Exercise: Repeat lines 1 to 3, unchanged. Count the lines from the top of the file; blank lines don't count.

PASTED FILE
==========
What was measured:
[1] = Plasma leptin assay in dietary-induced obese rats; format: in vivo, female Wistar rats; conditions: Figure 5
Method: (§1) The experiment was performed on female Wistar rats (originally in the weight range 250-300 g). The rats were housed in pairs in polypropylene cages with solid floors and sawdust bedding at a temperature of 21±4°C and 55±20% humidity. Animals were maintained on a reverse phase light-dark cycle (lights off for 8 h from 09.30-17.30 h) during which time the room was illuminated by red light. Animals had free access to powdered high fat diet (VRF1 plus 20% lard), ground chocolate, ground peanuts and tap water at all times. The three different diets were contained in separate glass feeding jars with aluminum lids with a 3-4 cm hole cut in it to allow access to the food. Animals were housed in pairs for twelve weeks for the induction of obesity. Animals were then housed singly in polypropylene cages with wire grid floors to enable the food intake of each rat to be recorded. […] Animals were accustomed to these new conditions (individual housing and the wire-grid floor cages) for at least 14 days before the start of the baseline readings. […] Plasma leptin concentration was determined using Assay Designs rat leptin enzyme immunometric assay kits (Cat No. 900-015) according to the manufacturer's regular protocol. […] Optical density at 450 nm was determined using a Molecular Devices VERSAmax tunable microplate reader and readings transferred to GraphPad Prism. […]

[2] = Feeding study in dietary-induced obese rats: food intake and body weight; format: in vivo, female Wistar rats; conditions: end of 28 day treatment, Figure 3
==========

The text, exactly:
What was measured:
[1] = Plasma leptin assay in dietary-induced obese rats; format: in vivo, female Wistar rats; conditions: Figure 5
Method: (§1) The experiment was performed on female Wistar rats (originally in the weight range 250-300 g). The rats were housed in pairs in polypropylene cages with solid floors and sawdust bedding at a temperature of 21±4°C and 55±20% humidity. Animals were maintained on a reverse phase light-dark cycle (lights off for 8 h from 09.30-17.30 h) during which time the room was illuminated by red light. Animals had free access to powdered high fat diet (VRF1 plus 20% lard), ground chocolate, ground peanuts and tap water at all times. The three different diets were contained in separate glass feeding jars with aluminum lids with a 3-4 cm hole cut in it to allow access to the food. Animals were housed in pairs for twelve weeks for the induction of obesity. Animals were then housed singly in polypropylene cages with wire grid floors to enable the food intake of each rat to be recorded. […] Animals were accustomed to these new conditions (individual housing and the wire-grid floor cages) for at least 14 days before the start of the baseline readings. […] Plasma leptin concentration was determined using Assay Designs rat leptin enzyme immunometric assay kits (Cat No. 900-015) according to the manufacturer's regular protocol. […] Optical density at 450 nm was determined using a Molecular Devices VERSAmax tunable microplate reader and readings transferred to GraphPad Prism. […]